Will Asset-Building Policies Lead to Equity? Applying the Racial Wealth Audit
In a recent brief, the Foundation recommended four policy prescriptions to help all families build assets and savings while reducing the racial wealth gap — that is, the significant difference in net worth between white families and families of color. But how would we know whether these policies could really be successful in promoting greater equity?
The Racial Wealth Audit™, developed by the Institute on Assets and Social Policy at Brandeis University in partnership with Dēmos, was key to answering this question. The Foundation commissioned an analysis of two of our recommendations — expanding access to the federal myRA retirement savings program and investing in a savings account for every child at birth — and found a marked and, in some cases, substantial reduction of the racial wealth gap, depending on the level of investment in those policies.
“In the past, we haven’t really had the tools to show how a given policy will produce the effects we want for all children and families,” said Beadsie Woo, a senior associate who leads the Foundation’s investments focused on increasing family savings and assets. “The Racial Wealth Audit allows us to quantify what it will really take to close gaps in savings and assets that have existed for generations.”
Our policy brief called for expanded access to and participation in myRA, a no-fee, no-risk starter retirement account, to increase emergency savings for low-income families while helping them start a nest egg for retirement. To examine how different groups would be affected if the recommendation was pursued, Brandeis experts developed several models showing minimum, moderate and maximum effects on the racial wealth gap, using 2013 data from the Federal Reserve Bank’s Survey of Consumer Finances.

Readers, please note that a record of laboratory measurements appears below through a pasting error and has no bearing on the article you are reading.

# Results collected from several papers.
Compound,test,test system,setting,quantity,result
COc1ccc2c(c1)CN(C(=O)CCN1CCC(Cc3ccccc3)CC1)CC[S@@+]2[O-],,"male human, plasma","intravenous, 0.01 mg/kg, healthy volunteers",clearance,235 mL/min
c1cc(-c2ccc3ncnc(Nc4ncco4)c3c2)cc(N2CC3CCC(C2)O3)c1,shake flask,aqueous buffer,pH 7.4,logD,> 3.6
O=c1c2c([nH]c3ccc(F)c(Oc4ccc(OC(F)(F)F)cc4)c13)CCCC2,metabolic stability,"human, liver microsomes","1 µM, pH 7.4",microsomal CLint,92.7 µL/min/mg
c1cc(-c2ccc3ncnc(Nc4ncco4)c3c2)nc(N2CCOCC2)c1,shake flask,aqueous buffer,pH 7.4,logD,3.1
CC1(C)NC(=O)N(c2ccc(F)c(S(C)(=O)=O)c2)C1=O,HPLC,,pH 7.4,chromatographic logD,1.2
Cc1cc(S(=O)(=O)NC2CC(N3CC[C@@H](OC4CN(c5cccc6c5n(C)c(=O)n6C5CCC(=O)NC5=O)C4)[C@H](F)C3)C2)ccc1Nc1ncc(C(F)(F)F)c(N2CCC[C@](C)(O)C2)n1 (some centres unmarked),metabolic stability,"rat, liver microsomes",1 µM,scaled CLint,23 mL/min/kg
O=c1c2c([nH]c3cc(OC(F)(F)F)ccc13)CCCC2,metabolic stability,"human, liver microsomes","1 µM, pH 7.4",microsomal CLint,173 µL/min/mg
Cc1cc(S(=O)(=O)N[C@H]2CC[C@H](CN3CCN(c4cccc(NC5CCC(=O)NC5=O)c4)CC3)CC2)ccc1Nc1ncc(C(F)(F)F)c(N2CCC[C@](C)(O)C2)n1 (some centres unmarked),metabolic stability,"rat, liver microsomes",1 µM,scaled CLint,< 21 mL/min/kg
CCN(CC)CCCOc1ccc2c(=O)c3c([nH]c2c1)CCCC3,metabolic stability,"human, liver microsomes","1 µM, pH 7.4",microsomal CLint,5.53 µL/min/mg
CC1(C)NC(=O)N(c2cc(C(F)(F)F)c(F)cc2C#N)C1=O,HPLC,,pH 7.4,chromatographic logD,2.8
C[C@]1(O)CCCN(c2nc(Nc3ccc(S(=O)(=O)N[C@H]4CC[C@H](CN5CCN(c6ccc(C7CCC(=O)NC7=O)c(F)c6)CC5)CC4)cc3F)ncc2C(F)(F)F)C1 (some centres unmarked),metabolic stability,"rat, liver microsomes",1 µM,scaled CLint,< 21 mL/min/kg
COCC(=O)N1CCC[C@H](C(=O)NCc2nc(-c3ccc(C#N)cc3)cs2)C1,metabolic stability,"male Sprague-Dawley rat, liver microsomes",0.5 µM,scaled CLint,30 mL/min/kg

The analysis showed participation and savings levels matter greatly to the potential effect of expanding this program. If 100 percent of the target group — workers ages 35 – 64 without employer-provided pensions — participated and saved the maximum amount of $15,000, the gap in net worth between white and Latino families would narrow by 7 percent, and the one between white and African-American families would close by 4 percent, while increasing net worth for all. But even if only half of the target group participated and saved at a more modest rate, there would still be small improvements in equity.
The children’s savings account analysis was more challenging. No such program exists in the United States, requiring the researchers to test a range of scenarios. They settled on four main models, starting with a common base — the potential net worth of young adult households (ages 18 – 34) today if universal, progressive children’s savings accounts had been established in 1979. They assumed that even though every child would have an account, the greatest amount would be invested in children growing up in households with no more than $5,000 in net worth. For households with greater net worth, the public investments would decline incrementally.
This analysis found that children’s savings accounts could produce a significant reduction in the racial wealth gap. If at least $1,250 were invested in every child — and up to $7,500 in children from low-income families — the gap in net worth would fall by 28 percent between white and Latino families and by 23 percent between white and African-American families. If up to $60,000 was invested in households with less than $5,000 in savings, the net worth gap between Latino and white families would close completely, and the gap between African Americans and their white counterparts would narrow by more than 80 percent.
“It’s gratifying to see that all families can benefit if we pursue the right policy solution to build assets,” said Woo. “It’s even more exciting to see that we really can reverse the trends that have disadvantaged families of color for so long.”